The article title is somewhat deceptive since what you will actually be doing is "Hacking" a lexer.
A lexer is a state machine that parses the program text and marks specific sequences of characters with predefined tokens. If you were writing a compiler the tokens would probably be used to create an Abstract Syntax Tree, a tree representation of the program, which will then be used to generate the compiler output. In the Pygments case, [from what I understand] the tokens are used directly by the formatter to generate highlighted output.
In general the lexer you are planning to write will fit in one of the following three categories:
- More builtins for an existing language
This would be useful for embedded languages such as Blender's Python.
- Custom extensions to a standard language
For a lack of a better example this type of lexer would be useful for something like J++, the polluted Java, Microsoft released in the late 1990s.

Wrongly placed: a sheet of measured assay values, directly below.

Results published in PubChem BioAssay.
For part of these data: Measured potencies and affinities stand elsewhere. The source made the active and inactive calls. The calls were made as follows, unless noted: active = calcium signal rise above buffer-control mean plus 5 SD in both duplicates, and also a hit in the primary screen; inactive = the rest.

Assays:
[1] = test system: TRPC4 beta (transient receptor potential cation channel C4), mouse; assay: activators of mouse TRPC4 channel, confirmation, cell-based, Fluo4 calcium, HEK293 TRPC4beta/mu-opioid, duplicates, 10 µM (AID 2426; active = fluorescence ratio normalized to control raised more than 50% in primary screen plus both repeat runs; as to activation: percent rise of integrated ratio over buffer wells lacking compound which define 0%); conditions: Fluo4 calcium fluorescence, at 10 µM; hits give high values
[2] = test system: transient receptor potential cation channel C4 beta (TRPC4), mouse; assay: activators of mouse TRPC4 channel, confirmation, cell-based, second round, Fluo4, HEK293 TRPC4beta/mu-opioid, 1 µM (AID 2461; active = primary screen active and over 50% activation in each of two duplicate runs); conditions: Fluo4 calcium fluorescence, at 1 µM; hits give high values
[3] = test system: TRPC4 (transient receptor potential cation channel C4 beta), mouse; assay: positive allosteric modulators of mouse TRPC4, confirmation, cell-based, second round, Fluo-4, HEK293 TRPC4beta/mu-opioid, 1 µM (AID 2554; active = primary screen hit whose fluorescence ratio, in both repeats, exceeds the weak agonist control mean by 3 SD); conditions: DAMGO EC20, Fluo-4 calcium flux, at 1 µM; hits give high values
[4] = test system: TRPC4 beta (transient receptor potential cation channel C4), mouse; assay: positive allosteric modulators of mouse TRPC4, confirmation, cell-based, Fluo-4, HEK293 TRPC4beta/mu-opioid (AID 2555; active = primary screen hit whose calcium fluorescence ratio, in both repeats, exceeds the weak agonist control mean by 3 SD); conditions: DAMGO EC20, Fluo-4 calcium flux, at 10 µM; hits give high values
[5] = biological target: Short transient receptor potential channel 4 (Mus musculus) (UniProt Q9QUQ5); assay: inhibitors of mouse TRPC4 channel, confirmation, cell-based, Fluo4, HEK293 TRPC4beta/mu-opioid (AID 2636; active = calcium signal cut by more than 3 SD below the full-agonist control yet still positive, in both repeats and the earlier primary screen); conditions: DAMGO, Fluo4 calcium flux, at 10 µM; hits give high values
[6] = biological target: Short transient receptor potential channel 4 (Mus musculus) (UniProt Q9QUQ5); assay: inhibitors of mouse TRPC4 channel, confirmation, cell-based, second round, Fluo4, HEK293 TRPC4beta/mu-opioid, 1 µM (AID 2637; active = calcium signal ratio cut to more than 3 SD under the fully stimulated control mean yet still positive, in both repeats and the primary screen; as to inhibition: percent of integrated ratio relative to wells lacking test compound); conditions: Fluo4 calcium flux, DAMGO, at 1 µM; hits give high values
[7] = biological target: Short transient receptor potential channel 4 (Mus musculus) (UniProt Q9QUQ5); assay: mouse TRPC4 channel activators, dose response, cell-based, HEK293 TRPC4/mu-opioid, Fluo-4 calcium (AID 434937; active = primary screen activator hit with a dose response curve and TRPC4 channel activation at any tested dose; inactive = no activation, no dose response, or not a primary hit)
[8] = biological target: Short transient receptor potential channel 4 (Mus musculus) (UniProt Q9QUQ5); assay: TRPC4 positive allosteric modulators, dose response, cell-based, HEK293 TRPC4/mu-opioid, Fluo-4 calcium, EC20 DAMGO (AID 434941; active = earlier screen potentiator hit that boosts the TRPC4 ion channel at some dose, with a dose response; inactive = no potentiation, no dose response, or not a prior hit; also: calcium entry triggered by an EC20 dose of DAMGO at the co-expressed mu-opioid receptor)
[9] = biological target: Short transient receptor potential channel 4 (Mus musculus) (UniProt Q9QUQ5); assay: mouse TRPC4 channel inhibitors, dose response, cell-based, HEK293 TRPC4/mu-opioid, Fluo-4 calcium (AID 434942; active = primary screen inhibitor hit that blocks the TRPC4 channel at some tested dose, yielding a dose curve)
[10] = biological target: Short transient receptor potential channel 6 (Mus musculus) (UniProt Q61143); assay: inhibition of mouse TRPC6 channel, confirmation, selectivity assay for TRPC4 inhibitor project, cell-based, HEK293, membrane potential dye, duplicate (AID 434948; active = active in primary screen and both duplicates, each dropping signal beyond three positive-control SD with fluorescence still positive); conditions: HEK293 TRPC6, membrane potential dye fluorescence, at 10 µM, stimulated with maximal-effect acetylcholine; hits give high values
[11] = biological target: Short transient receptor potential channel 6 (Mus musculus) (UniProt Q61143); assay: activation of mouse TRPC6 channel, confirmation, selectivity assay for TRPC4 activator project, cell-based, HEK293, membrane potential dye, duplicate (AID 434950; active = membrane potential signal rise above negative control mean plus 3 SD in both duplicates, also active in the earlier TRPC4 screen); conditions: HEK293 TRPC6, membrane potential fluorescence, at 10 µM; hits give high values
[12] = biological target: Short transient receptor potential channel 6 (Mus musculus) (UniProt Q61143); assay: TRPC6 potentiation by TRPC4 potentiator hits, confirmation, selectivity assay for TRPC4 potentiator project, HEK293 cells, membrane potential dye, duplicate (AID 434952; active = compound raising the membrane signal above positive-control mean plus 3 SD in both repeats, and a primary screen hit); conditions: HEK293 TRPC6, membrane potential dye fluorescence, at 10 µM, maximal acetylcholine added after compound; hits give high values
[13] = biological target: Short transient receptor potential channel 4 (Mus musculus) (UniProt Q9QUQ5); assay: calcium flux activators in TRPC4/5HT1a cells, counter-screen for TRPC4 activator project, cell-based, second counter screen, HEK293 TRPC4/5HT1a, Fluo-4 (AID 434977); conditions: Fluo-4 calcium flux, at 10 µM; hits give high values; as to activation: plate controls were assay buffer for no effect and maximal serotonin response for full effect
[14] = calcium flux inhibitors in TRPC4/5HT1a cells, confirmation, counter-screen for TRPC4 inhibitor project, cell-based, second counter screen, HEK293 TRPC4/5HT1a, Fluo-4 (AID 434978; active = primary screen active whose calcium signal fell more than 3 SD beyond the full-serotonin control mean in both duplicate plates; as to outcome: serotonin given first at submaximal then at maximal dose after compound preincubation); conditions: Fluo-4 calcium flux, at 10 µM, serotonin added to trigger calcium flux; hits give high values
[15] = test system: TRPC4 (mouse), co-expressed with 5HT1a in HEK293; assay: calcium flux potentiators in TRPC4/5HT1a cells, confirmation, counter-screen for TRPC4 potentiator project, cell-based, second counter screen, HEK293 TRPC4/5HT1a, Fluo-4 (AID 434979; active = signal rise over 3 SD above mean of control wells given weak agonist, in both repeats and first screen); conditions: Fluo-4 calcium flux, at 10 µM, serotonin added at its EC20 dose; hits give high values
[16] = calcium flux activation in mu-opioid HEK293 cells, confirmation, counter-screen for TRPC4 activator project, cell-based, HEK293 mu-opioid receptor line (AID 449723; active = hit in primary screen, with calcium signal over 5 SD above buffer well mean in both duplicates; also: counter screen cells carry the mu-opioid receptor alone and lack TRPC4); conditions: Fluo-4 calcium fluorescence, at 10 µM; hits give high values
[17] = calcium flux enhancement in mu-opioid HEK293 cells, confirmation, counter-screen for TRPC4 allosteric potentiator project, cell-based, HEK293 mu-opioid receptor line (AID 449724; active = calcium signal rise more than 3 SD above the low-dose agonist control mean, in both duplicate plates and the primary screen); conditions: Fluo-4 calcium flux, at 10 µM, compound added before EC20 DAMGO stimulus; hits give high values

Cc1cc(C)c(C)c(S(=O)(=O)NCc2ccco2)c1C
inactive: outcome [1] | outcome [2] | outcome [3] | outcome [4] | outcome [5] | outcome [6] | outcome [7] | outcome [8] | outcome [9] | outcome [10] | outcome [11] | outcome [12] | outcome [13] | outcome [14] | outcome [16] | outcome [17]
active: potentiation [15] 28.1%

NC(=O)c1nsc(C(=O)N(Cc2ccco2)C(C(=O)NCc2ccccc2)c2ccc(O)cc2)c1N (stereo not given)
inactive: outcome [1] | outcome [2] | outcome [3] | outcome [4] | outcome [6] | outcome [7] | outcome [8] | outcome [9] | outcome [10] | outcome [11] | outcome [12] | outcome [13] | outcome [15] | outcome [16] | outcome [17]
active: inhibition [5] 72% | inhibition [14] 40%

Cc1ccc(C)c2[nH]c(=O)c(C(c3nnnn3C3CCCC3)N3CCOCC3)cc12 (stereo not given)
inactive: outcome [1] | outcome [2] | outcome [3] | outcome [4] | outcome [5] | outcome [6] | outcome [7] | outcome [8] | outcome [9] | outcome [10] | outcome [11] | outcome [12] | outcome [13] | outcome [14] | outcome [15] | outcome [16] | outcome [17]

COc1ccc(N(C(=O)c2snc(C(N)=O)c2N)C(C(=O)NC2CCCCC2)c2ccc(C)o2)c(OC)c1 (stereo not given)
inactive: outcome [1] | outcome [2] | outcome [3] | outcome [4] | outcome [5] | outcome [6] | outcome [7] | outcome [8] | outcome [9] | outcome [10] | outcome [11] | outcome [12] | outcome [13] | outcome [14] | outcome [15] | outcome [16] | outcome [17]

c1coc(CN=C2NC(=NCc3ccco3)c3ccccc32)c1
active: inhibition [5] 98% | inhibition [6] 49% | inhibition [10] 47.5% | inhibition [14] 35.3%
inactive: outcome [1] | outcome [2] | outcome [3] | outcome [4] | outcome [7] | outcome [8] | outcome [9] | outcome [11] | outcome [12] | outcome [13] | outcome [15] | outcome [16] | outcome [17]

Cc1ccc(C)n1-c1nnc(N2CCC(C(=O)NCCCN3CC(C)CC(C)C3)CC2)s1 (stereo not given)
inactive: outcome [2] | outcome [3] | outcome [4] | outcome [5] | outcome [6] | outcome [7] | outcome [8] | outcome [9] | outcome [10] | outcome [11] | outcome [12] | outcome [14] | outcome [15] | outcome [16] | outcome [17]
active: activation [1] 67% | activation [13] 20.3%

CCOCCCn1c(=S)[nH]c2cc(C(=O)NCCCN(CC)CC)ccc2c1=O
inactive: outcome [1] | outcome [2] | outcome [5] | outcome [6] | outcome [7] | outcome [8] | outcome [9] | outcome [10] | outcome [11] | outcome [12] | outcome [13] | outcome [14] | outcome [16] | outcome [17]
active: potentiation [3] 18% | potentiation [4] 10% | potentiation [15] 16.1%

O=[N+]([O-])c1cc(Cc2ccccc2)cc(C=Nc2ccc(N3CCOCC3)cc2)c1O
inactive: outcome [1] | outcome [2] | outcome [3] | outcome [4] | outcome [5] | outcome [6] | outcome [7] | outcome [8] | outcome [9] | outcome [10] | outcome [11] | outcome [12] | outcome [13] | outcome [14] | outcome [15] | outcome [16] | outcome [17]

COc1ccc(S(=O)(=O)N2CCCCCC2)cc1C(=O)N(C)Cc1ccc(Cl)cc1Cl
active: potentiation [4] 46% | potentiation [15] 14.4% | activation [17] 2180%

- A new language
Because the Pygments lexer hacking page is a very good resource, for now I will only provide you with information on adding builtins, below. If you need to do something more complicated refer to the Pygments documentation
Adding some extra builtins to your favorite language is by far the easiest thing you can do, it is basically a copy/paste job. It is done by subclassing the parent language Lexer and marking the correct 'keywords' as keyword tokens.
The following example from http://pygments.org/docs/lexerdevelopment/ illustrates the point very well:
1from pygments.lexers.agile import PythonLexer
2from pygments.token import Name, Keyword
5 EXTRA_KEYWORDS = ['foo', 'bar', 'foobar', 'barfoo', 'spam', 'eggs']
7 def get_tokens_unprocessed(self, text):
8 for index, token, value in PythonLexer.get_tokens_unprocessed(self, text):
9 if token is Name and value in self.EXTRA_KEYWORDS:
10 yield index, Keyword.Pseudo, value
12 yield index, token, value
just add your keywords to EXTRA_KEYWORDS list and you are set.